In nuclear physics, beta decay is a type of radioactive decay in which a beta particle (an electron or a positron) is emitted. In the case of electron emission, it is referred to as "beta minus" (β−), while in the case of a positron emission as "beta plus" (β+).
So, unlike beta minus decay, beta plus decay cannot occur in isolation, because the mass of the neutron alone is greater than the mass of the proton. Beta plus decay can only happen inside nuclei with high binding energy and this energy goes into the reaction of converting a proton into a neutron.
- (beta minus)
- (beta plus)
Historically, the study of beta decay provided the first physical evidence of the neutrino. In 1911 Lise Meitner and Otto Hahn performed an experiment that showed that the energies of electrons emitted by beta decay had a continuous rather than discrete spectrum. This was in apparent contradiction to the law of conservation of energy, as it appeared that energy was lost in the beta decay process. A second problem was that the spin of the Nitrogen 14 atom was 1, in contradiction to the Rutherford prediction of 1/2. In a famous letter written in 1930 Wolfgang Pauli suggested that in addition to electrons and protons atoms also contained an extremely light neutral particle which he called the neutron. He suggested that this neutron was also emitted during beta decay and had simply not yet been observed. In 1931 Enrico Fermi renamed Pauli's neutron the neutrino, and in 1934 Fermi published a very successful model of beta decay in which neutrinos were produced.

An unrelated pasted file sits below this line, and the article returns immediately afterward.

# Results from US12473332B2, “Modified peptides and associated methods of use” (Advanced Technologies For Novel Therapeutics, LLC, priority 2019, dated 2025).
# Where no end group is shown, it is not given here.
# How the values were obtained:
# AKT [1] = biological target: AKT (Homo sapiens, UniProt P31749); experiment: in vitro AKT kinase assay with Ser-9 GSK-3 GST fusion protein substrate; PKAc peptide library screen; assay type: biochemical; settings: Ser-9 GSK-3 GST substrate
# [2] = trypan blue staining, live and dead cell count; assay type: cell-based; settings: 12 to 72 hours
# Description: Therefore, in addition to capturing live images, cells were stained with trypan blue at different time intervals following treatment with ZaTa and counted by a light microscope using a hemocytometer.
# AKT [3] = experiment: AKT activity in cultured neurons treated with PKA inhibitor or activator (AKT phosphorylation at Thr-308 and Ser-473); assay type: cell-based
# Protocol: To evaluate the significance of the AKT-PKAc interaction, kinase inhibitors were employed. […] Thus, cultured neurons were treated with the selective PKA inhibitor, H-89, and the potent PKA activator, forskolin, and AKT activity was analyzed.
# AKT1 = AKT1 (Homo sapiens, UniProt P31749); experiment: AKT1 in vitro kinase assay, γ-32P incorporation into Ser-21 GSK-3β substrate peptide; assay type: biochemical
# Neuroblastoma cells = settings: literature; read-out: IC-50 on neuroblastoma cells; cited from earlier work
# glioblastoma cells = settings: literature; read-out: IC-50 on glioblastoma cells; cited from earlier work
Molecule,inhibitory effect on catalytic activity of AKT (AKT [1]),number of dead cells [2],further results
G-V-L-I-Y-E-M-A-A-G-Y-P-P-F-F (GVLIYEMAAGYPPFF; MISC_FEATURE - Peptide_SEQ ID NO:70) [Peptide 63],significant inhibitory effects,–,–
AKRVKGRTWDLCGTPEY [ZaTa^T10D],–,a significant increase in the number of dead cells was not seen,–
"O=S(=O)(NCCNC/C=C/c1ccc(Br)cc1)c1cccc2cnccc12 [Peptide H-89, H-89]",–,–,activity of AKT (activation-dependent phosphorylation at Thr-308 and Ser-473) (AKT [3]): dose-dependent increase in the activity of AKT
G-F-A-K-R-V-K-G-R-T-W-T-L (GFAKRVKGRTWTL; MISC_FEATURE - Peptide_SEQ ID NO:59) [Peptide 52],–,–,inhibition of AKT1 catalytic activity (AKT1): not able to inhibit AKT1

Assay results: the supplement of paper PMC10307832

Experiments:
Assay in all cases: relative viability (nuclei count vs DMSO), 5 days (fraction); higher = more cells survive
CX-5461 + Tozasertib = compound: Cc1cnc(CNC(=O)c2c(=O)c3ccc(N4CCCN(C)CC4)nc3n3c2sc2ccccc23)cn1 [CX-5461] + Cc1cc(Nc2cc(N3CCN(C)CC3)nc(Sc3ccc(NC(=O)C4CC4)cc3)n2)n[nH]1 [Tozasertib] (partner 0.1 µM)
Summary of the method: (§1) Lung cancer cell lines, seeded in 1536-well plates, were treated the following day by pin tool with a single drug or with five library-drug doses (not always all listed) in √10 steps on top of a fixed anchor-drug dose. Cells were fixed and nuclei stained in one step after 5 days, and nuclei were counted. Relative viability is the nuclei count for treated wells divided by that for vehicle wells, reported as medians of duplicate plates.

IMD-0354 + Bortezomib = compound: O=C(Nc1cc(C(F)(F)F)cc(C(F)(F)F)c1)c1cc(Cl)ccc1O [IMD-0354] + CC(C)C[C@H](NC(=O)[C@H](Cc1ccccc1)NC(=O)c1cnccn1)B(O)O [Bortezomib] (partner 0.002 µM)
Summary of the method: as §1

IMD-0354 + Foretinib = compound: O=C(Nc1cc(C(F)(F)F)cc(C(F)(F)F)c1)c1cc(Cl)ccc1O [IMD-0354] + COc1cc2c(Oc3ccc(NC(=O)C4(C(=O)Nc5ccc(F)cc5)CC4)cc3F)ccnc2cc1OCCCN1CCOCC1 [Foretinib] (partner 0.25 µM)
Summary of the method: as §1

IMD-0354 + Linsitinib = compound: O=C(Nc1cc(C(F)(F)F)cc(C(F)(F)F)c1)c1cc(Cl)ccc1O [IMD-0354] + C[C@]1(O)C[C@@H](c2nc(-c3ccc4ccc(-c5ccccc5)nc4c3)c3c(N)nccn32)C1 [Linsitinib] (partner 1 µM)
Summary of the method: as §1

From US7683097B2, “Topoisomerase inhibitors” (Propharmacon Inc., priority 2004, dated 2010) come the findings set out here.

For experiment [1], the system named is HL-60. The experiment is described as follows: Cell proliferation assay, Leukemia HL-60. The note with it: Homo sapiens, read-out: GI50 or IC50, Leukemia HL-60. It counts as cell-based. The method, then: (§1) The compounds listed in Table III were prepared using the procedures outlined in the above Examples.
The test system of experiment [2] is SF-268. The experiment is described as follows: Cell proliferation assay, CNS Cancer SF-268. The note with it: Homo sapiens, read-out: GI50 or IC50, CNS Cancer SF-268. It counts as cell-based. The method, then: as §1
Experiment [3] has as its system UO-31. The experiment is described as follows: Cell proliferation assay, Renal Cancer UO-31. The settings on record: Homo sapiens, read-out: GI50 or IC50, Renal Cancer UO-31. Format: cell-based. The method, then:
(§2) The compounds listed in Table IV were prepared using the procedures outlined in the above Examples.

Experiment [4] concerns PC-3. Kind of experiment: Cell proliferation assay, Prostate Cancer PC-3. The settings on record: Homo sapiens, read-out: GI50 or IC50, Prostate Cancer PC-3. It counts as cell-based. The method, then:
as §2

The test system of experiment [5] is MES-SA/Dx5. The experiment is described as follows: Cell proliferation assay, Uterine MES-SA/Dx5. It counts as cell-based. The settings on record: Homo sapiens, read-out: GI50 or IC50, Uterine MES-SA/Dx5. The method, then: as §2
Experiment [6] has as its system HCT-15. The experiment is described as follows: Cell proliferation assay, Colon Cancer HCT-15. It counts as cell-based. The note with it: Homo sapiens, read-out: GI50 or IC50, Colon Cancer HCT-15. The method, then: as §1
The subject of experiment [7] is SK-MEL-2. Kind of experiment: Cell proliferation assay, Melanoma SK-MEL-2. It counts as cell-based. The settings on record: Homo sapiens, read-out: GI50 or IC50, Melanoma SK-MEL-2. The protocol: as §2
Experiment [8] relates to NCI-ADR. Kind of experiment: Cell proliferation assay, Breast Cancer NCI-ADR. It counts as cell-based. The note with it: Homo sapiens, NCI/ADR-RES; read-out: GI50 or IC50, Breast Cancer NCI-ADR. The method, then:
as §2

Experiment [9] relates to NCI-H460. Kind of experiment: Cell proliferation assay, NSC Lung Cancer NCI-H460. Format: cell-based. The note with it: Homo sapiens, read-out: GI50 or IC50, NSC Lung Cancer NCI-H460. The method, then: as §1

In some nuclei, beta decay is energetically prevented, and in some of these cases the nuclei may undergo double beta decay.
Beta decay can be considered as a perturbation as described in quantum mechanics, and thus follow Fermi's Golden Rule.
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